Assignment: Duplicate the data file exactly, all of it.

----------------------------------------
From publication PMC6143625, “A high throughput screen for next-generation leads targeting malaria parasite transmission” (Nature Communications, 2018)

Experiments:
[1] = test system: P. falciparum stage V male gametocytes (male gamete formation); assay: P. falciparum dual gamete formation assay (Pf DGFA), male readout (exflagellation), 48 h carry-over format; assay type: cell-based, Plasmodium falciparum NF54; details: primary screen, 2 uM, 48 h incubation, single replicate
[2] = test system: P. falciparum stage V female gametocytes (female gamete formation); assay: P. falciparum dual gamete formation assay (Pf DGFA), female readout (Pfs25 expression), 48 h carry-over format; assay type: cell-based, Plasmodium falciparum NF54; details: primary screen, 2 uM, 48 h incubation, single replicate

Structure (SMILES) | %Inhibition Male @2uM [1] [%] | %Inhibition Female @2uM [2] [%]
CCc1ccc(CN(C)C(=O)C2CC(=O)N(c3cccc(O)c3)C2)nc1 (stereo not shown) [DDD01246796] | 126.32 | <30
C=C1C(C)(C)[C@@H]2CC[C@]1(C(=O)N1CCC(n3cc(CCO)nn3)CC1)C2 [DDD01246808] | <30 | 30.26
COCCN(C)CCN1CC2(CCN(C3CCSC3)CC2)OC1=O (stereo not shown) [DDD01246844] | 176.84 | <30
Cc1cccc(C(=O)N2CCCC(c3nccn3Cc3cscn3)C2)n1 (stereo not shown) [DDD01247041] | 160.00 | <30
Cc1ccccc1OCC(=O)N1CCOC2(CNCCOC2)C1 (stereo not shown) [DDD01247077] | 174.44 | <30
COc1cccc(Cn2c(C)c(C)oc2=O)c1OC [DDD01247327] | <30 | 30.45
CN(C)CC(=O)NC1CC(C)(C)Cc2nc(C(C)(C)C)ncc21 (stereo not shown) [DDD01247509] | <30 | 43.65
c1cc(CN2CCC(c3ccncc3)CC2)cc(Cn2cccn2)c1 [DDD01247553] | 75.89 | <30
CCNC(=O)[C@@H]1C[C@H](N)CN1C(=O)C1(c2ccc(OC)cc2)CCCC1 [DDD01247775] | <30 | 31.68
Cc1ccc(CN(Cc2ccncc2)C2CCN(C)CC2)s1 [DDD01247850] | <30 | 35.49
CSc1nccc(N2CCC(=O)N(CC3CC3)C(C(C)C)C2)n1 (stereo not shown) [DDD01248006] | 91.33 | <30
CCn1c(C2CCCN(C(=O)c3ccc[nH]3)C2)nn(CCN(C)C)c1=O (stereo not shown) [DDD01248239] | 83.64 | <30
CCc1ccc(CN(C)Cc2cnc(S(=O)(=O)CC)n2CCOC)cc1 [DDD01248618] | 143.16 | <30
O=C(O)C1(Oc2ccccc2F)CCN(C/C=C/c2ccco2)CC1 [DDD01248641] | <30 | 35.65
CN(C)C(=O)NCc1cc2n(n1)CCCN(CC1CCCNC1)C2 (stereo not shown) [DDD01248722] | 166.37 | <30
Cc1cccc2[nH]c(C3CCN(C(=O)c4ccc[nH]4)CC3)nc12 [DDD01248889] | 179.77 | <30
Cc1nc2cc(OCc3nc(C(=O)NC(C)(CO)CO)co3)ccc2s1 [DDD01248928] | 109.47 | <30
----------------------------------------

From publication PMC6143625, “A high throughput screen for next-generation leads targeting malaria parasite transmission” (Nature Communications, 2018)

Experiments:
[1] = test system: P. falciparum stage V male gametocytes (male gamete formation); assay: P. falciparum dual gamete formation assay (Pf DGFA), male readout (exflagellation), 48 h carry-over format; assay type: cell-based, Plasmodium falciparum NF54; details: primary screen, 2 uM, 48 h incubation, single replicate
[2] = test system: P. falciparum stage V female gametocytes (female gamete formation); assay: P. falciparum dual gamete formation assay (Pf DGFA), female readout (Pfs25 expression), 48 h carry-over format; assay type: cell-based, Plasmodium falciparum NF54; details: primary screen, 2 uM, 48 h incubation, single replicate

Structure (SMILES) | %Inhibition Male @2uM [1] [%] | %Inhibition Female @2uM [2] [%]
CCc1ccc(CN(C)C(=O)C2CC(=O)N(c3cccc(O)c3)C2)nc1 (stereo not shown) [DDD01246796] | 126.32 | <30
C=C1C(C)(C)[C@@H]2CC[C@]1(C(=O)N1CCC(n3cc(CCO)nn3)CC1)C2 [DDD01246808] | <30 | 30.26
COCCN(C)CCN1CC2(CCN(C3CCSC3)CC2)OC1=O (stereo not shown) [DDD01246844] | 176.84 | <30
Cc1cccc(C(=O)N2CCCC(c3nccn3Cc3cscn3)C2)n1 (stereo not shown) [DDD01247041] | 160.00 | <30
Cc1ccccc1OCC(=O)N1CCOC2(CNCCOC2)C1 (stereo not shown) [DDD01247077] | 174.44 | <30
COc1cccc(Cn2c(C)c(C)oc2=O)c1OC [DDD01247327] | <30 | 30.45
CN(C)CC(=O)NC1CC(C)(C)Cc2nc(C(C)(C)C)ncc21 (stereo not shown) [DDD01247509] | <30 | 43.65
c1cc(CN2CCC(c3ccncc3)CC2)cc(Cn2cccn2)c1 [DDD01247553] | 75.89 | <30
CCNC(=O)[C@@H]1C[C@H](N)CN1C(=O)C1(c2ccc(OC)cc2)CCCC1 [DDD01247775] | <30 | 31.68
Cc1ccc(CN(Cc2ccncc2)C2CCN(C)CC2)s1 [DDD01247850] | <30 | 35.49
CSc1nccc(N2CCC(=O)N(CC3CC3)C(C(C)C)C2)n1 (stereo not shown) [DDD01248006] | 91.33 | <30
CCn1c(C2CCCN(C(=O)c3ccc[nH]3)C2)nn(CCN(C)C)c1=O (stereo not shown) [DDD01248239] | 83.64 | <30
CCc1ccc(CN(C)Cc2cnc(S(=O)(=O)CC)n2CCOC)cc1 [DDD01248618] | 143.16 | <30
O=C(O)C1(Oc2ccccc2F)CCN(C/C=C/c2ccco2)CC1 [DDD01248641] | <30 | 35.65
CN(C)C(=O)NCc1cc2n(n1)CCCN(CC1CCCNC1)C2 (stereo not shown) [DDD01248722] | 166.37 | <30
Cc1cccc2[nH]c(C3CCN(C(=O)c4ccc[nH]4)CC3)nc12 [DDD01248889] | 179.77 | <30
Cc1nc2cc(OCc3nc(C(=O)NC(C)(CO)CO)co3)ccc2s1 [DDD01248928] | 109.47 | <30